This is what happened to me.  Namecheap gave me a complimentary upgrade to my hosting.  What I didn’t realize was that it meant moving my hosting to a different server.  A different server meant a different IP address.   When the migration occurred one morning, my Premium DNS service was still pointing to the old IP address which was now the wrong IP address.  As a result, my email server went dark to the rest of the world because my email server moved to a different address.  Later that day, I realized what was going on, so I configured the premium DNS to the new IP address.  I was on a trip that day, so I was trying to configure my DNS records using my tablet!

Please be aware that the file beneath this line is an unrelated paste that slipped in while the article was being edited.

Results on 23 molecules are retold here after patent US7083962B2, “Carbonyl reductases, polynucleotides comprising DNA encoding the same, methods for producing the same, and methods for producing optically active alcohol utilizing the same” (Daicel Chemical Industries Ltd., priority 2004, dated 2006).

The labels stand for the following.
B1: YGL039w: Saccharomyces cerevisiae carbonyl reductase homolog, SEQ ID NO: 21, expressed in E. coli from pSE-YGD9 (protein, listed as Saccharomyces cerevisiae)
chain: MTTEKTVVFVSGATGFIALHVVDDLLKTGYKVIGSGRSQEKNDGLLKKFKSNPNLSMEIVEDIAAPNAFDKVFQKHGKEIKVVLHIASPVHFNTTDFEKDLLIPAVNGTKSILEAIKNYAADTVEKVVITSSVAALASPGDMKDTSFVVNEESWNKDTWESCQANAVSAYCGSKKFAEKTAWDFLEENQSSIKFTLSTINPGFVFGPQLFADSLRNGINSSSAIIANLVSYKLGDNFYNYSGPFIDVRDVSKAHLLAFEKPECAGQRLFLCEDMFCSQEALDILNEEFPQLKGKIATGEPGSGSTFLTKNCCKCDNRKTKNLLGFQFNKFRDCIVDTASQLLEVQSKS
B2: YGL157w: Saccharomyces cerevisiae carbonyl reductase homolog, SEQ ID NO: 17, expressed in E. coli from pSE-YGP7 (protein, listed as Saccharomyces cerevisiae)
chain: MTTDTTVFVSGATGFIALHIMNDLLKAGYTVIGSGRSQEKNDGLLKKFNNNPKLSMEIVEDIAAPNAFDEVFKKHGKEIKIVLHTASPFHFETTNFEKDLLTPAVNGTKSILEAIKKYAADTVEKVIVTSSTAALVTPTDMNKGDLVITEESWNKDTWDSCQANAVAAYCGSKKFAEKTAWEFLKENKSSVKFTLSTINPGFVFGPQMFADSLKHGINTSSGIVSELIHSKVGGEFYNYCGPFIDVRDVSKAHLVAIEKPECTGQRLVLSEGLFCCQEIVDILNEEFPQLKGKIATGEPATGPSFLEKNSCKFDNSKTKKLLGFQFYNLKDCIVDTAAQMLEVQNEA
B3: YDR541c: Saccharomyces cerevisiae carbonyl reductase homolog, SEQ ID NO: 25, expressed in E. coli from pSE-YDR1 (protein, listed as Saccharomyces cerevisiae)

It is a good idea to have the hosting and nameserver maintained by the same provider. When the hosting and nameserver have different providers, you have keep them in sync.

Earlier I mentioned that the service may be worth it if you have your domain registered with GoDaddy because it supports DNSSEC.  However, very few registrars supports DNSSEC.  If you can disable DNSSEC so that you can use non-DNSSEC-supported registrars.

The uptime is OK. For instance, for a 3 month period, for one of their nameservers, pdns06, the worst-case availability rate was 99.98%, the worst-case down time was 32 minutes, and worst-case number of down times was 6.  Another nameserver, pdns05, did not fair too well, it had numbers of 99.42%, 13 hours, and 75 times respectively.

The response time is around 26 ms.